How to Properly Install Butt Hinges

Installing door hinge
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There are varying thoughts on whether it's better to install the hinge to the door or to the cabinet first. In most cases, it is preferable to install the hinge to the cabinet first, as you can actually mortise the recess for the hinge before assembling the cabinet. Either way can produce clean results, so the choice is up to you.

To begin, measure the width of the hinge, from the center of the knuckle outward to the edge of the hinge, and subtract 1/32-inch from this measurement.

This is the distance that you'll need to measure in from the edge of the door or cabinet frame for the width of the mortise. Transcribe marks to the edge of the door or frame at this width with a pencil. Then, position your hinge with the long edge of the hinge against these marks in the position where you want the hinge to be located and scribe the outline of the hinge.

NOTE: An adjustable marking gauge is a perfect tool for scribing these lines. However, this is a specialty tool that most hobbyist woodworkers may not wish to purchase if they don't cut a lot of hinge mortises. As such, the description in this article is for cutting the hinges without a marking gauge.

Next, measure the the thickness of the hinge flange and mark the depth of the flange on the inside face of the door stiles or the outer edge of the cabinet face frame.

Cut the Outline

Once your pencil marks are in place, gently score the marks using a utility knife.

I like to use a combination square as a reference guide for the utility knife to keep the score lines straight and even. Pay special attention to scoring the corners, as they can be difficult to cleanly mortise. Take our time and remember that care with scoring the lines will yield a better finished mortise.

Remove the Waste

There are two common methods for removing the waste once you've marked and scored the outlines of your mortise. One is to use a plunge router with a straight-cutting bit to remove the desired material and cut the mortise. While you can do this task free-hand, there are mortising guides available that clamp onto the door or frame that take out the guesswork. These kits come with a collar that connects to the base of your router to guide the router and prevent it from extending beyond the boundaries of the scored lines.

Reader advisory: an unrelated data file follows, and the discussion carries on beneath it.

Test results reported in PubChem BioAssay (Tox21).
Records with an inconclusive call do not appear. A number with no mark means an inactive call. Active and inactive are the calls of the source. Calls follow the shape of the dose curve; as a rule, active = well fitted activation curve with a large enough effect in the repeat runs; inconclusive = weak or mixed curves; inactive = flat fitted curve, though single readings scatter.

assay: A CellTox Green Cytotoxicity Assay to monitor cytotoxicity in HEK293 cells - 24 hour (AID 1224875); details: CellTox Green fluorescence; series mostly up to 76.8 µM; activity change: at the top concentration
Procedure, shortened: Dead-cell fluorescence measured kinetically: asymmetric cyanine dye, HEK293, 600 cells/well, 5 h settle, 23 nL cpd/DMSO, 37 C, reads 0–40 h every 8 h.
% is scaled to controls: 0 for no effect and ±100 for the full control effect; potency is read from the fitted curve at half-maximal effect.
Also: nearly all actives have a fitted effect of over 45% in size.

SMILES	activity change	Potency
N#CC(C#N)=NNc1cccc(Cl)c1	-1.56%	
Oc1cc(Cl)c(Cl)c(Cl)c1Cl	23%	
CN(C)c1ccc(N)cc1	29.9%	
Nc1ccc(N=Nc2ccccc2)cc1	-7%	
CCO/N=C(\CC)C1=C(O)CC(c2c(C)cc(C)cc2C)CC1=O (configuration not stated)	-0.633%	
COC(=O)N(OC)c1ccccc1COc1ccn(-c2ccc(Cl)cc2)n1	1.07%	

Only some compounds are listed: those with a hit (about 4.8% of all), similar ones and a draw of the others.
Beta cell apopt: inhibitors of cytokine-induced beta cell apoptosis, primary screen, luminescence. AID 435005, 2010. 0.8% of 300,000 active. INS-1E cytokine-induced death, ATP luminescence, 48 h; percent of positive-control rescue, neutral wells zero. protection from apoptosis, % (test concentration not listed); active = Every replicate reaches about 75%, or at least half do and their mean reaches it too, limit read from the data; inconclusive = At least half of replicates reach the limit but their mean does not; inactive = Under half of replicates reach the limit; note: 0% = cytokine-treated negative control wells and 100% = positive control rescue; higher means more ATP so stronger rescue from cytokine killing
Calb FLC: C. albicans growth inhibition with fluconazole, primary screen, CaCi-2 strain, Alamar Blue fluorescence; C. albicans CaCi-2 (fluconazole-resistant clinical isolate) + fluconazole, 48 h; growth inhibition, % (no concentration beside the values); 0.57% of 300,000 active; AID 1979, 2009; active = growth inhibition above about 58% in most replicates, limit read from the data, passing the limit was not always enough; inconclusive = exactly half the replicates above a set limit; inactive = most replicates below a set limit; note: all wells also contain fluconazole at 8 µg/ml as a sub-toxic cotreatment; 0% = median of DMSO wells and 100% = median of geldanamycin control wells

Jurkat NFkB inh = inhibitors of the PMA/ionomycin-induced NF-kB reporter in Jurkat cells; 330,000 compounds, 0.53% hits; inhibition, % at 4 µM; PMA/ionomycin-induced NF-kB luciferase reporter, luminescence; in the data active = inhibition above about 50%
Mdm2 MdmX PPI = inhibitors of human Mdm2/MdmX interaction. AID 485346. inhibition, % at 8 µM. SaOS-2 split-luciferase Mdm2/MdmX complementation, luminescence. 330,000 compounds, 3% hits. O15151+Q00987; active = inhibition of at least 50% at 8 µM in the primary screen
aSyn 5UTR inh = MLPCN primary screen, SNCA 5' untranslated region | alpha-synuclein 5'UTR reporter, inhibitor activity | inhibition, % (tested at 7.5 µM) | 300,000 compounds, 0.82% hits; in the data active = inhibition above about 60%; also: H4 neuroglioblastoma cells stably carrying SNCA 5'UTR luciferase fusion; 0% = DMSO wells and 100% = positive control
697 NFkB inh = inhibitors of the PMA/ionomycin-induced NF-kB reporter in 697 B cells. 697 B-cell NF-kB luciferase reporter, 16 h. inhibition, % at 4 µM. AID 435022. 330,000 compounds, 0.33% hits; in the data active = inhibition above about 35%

A more traditional method is to use a bevel-edged chisel to cut out the waste. Be sure that your chisel is sharp and undamaged before you begin the task. A dull chisel is a dangerous chisel.

The easiest way to remove the waste is to deepen your scored lines to the desired depth, then make a series of equally-deep cuts perpendicular to the long edge of the hinge mortise, about 1/8-inch apart. Once you have each of these cuts completed to the proper depth, you can simply turn the chisel on edge (with the flat side of the bevel facing the surface of the door or frame) and knock out the scored pieces.

When all of the scored pieces are removed, clean up the face of the mortise with the chisel, paying special attention to the corners and edges of the mortise.

Lay the hinge into the mortise to see that it lays flush with the face of the wood and sits evenly within the mortise.

Drilling and Attaching the Hinge

Once the mortise is completed, place the hinge into the hollowed mortise. Position the tip of a nail set in the center of each screw hole, and tap the end of the nail set with a hammer to make a small pilot hole for drilling the screw hole. Then, insert a small drill bit into a cordless drill or electric power drill and drill a pilot hole for each screw.

Set the drill aside, position the mortise and drive a screw into each of the holes with a screwdriver, securing the hinge to the wood.

To complete the installation, hold the door in place against the frame with the hinge installed to one half of the assembly, mark the locations in the mating surface and repeat the process.

Once the hinge is attached to both the door and frame, visually inspect the opening and closing of the door to ensure that both hinges are working together properly and that the door closes and opens easily and that the door lays flat against the assembly.

Butt hinges have been around for a long time and are still widely used today, because they offer a classic look, can handle years of use and are relatively simple to install. There are a variety of butt hinges available for use on anything from interior and exterior doors on your home to cabinet doors. While recessed European hinges are popular in kitchen cabinetry (primarily because the hinges do not show from the outside of the cabinet), on many hutches and other fine woodworking projects, you simply cannot beat the traditional butt hinge.

Installing a butt hinge is a straightforward process, but requires a bit of precision to give the clean look and functionality you expect. No matter whether you choose to use steel or traditional brass hinges for your project, if you take your time and do the job right, you'll be pleased with the results.